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Can a Popular Diabetes Medication Prevent Breast Cancer?

Can a Popular Diabetes Medication Prevent Breast Cancer?
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Published on March 17, 2021

Metformin May Reduce Risk of Developing Breast Cancer

A medication used to control high blood sugar in patients with type 2 diabetes may reduce the risk of developing estrogen-positive (ER-positive) breast cancer in women.

In a study published in Annals of Oncology, the risk for ER-positive breast cancer was 38% lower among women with type 2 diabetes who had used the drug metformin for 10 years or more when compared to non-diabetic women. ER-positive breast cancer accounts for about 80% of breast cancer cases diagnosed in the United States.

“We also found that having type 2 diabetes for 15 years or more seemed to be associated with a 39% reduced risk of ER-positive breast cancer, and we think this is most likely to be because of long-term use of metformin,” said study author Dr. Dale Sandler, chief of the epidemiology branch at the U.S. National Institute of Environmental Health Sciences (NIEHS) in Research Triangle Park, N.C., in a press release.

The study included more than 44,000 women, ranging from 35 to 74 years of age, who participated in the Sister Study, which was conducted from 2003 to 2009. While they had never been diagnosed with breast cancer before the study started, the participants were sisters or half-sisters of women who had been diagnosed with breast cancer. Participants completed questionnaires every three years.

What About Other Types of Breast Cancer?

Metformin did not appear to reduce the risk of developing other breast cancers. In fact, it was associated with a 25% increased risk of developing ER-negative breast cancer and a 74% increased risk of developing triple-negative breast cancer, when compared to non-diabetic women.

“We can't say for sure if the increased risk of triple-negative breast cancer is because metformin doesn't protect women against the negative effects of having type 2 diabetes or because metformin use can cause triple-negative breast cancer,” Dr. Sandler said.  “Since there are no mechanistic data supporting a causal effect of metformin, the former interpretation seems more likely."

Because of the small number of women with type 2 diabetes who were diagnosed with breast cancer (only 25 with triple-negative during the study), more research is needed.

Metformin: A Miracle Drug?

Scientists have hailed metformin as a miracle drug. It is commonly prescribed to treat women with polycystic ovary syndrome (PCOS). An April 2019 study published in Annals of Internal Medicine found that metformin could help people lose weight and keep it off. Researchers are also studying the drug’s effectiveness in extending life span and health span — the proportion of a person’s life that they spend in good health.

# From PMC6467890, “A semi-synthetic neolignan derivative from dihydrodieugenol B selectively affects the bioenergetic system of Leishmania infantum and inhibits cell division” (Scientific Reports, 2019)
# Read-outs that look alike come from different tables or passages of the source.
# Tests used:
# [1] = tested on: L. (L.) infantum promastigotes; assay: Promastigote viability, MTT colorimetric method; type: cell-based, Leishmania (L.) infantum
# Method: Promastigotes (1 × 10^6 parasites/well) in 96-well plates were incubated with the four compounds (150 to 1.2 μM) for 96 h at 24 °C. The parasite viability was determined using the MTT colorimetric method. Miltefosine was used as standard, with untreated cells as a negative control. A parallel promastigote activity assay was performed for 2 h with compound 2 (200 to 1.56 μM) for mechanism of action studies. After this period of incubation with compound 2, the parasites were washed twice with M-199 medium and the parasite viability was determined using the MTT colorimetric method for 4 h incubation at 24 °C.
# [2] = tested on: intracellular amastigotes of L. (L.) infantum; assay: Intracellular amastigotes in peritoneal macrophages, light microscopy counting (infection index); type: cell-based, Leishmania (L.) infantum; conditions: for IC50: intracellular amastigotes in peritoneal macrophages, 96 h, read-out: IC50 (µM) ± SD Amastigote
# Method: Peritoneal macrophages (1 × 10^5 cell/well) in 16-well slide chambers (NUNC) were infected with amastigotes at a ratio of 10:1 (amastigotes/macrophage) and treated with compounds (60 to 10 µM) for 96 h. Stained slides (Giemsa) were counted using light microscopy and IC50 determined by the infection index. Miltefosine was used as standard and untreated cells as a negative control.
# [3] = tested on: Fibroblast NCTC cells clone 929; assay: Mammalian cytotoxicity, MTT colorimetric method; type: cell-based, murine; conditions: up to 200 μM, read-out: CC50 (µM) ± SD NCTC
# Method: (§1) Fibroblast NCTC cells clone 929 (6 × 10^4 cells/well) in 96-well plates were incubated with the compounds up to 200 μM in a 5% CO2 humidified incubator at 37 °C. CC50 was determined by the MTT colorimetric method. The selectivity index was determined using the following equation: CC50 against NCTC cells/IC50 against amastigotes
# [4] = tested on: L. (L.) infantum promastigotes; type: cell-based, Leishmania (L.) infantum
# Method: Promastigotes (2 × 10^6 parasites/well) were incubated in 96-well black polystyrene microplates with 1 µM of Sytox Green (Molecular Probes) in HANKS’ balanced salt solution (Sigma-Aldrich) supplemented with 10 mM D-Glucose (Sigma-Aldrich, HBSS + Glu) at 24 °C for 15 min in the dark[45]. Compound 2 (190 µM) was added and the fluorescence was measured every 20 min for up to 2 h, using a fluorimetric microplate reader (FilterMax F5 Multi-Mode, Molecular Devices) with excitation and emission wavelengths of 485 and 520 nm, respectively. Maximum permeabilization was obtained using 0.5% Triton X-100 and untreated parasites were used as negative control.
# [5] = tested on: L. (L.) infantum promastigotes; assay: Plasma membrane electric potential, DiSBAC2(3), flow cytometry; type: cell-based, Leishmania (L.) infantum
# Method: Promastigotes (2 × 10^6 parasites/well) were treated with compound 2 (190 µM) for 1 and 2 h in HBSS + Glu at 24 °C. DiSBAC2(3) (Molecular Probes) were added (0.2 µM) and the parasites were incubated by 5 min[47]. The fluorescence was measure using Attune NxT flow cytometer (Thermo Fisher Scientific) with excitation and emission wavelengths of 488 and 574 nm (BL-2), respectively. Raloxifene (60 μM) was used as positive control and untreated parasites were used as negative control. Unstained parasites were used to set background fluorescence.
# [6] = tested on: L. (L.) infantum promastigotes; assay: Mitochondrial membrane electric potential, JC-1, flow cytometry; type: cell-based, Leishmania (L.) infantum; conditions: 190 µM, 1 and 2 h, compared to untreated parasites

Of the women who developed type 2 diabetes after joining the study, those who were treated with medications other than metformin had twice the risk of developing any type of breast cancer compared to non-diabetic women, and 2.6 times the risk of developing ER-positive breast cancer, according to the release.

In diabetes, metformin reduces blood sugar by decreasing the amount of glucose produced in the liver. How the drug works in breast cancer is less clear. Researchers speculate that metformin may inhibit estrogen receptors that play a role in the development and progression of breast cancer. It also may slow cancer cell growth by activating the adenosine monophosphate protein kinase (AMPK). AMPK inhibits a pathway involved in the spread of cancer cells.

I Don’t Have Type 2 Diabetes, Should I Start Taking Metformin?

This does not mean that women without diabetes should take metformin to reduce breast cancer risk, said Dr. Pamela Goodwin, a professor of medicine at the University of Toronto and co-author of an editorial that accompanied the study.

She told HealthDay that losing weight and engaging in regular physical activity can help lower diabetes risk. This may have spillover benefits for breast cancer risk as well.

Dr. Goodwin’s editorial noted that the evidence linking the potential effects of type 2 diabetes treatment (including metformin) to breast cancer risk is inconsistent, mainly because of the small numbers of cases in diabetic subjects (overall and for specific subtypes), the differences in the characteristics of the participants (i.e., age/menopausal status and race) and the variability in diabetes treatments.

"If you have type 2 diabetes, get properly treated and in many cases, this means taking metformin,” Dr. Goodwin told HealthDay. “Make sure to get regular mammograms, too.”

~Megan Trusdell


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